|dc.description.abstract||The objective of the thesis is to study displacement operations in offshore petroleum industry. Typically MEG or Methanol is circulated through parts of the subsea production systems to lower their hydrocarbon content. This is often done at the beginning of a prolonged production shut-in, to avoid formation of hydrates or to minimize the emissions of chemicals to the environment when a component is to be replaced.
Experimental and numerical analyses have been conducted on a previously built pipe system formed like a U-shaped jumper. Through the project it has been investigated necessary displacing time required to achieve target hydrocarbon concentration in the domain, optimal displacement rate for efficiently removal of hydrocarbons, and how these variables depend on different fluids and their properties. The investigation was performed through measuring the volume fraction in the domain of the displacing fluid by draining the jumper, after the fluid had been flooding in the system for a certain time. The system was filled and displaced with both water and Exxsol D60. The experimental results have been used as validation for the accuracy of the models made in the transient multiphase flow commercial simulator LedaFlow®. A sensitivity analysis was performed, considering density, viscosity, interfacial tension, different fluids and geometry.
The experimental results showed small changes in the amounts displaced between 2 and 3 volumes. For the displacement to be considered successful, a criterion of a volume fraction for the displacing fluid higher than 95 % was set. For oil displacing water, a flow rate of 28.16 m3/h was required. For water displacing oil, 20.77 m3/h was sufficient. LedaFlow predicted the volume fractions well, deviating from the experimental points with an average of 5.5 % for oil displacing water and 5.7 % for water displacing oil. The sensitivity analysis showed significant changes in the displaced amounts, when changing the density of the displaced fluid. For a density a bit higher than the displacing fluid, the amount was decreasing exponentially as the density increased. Changes in viscosities for both the displacing fluid and the fluid to be displaced had little effect, unless the viscosity of the displacing fluid was highly increased. It was observed a linear relationship between changes in interfacial tension and obtained volume fraction. Simulations with methanol displacing oil predicted higher amounts displaced than when oil displaced water. With gas included as a fluid to be displaced in the system, the displaced amounts were reduced. With a dead-leg included in the geometry, it showed no visible effects in the simulation.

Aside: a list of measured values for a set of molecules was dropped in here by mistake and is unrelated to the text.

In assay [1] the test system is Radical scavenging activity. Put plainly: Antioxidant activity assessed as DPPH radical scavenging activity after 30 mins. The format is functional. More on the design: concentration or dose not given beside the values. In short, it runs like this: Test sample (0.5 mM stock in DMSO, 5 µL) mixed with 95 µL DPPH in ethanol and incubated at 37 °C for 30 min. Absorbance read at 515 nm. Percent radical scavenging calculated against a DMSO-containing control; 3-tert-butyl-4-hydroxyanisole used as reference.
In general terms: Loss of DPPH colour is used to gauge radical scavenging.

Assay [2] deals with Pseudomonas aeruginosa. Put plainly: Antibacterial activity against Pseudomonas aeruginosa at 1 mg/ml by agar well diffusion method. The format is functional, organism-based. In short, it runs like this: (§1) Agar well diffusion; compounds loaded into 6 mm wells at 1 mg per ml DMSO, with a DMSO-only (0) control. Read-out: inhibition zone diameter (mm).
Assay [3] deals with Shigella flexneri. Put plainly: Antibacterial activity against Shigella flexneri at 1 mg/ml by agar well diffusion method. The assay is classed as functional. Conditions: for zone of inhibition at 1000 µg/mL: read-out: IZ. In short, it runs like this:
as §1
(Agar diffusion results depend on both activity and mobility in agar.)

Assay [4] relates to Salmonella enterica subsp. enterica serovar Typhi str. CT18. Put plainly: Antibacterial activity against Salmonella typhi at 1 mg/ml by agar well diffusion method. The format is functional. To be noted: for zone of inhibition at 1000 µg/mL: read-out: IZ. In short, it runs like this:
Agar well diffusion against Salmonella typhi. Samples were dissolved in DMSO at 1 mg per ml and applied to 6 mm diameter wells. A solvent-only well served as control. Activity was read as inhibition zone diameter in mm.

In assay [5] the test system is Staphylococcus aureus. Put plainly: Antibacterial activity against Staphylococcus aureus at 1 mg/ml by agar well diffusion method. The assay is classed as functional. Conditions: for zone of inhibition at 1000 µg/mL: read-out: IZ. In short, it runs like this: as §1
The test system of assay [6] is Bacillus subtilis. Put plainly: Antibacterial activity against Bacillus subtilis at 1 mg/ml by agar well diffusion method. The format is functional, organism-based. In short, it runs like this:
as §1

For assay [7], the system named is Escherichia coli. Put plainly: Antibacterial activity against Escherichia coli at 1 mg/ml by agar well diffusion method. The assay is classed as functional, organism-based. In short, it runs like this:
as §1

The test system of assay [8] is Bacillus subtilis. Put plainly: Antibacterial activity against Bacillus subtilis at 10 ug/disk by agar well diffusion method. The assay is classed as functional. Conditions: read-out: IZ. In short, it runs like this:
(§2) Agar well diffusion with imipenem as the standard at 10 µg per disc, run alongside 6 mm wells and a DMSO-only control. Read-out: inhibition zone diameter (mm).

Experimental data and observations have been obtained. The results of the numerical models in LedaFlow are in good agreement with the experimental data.||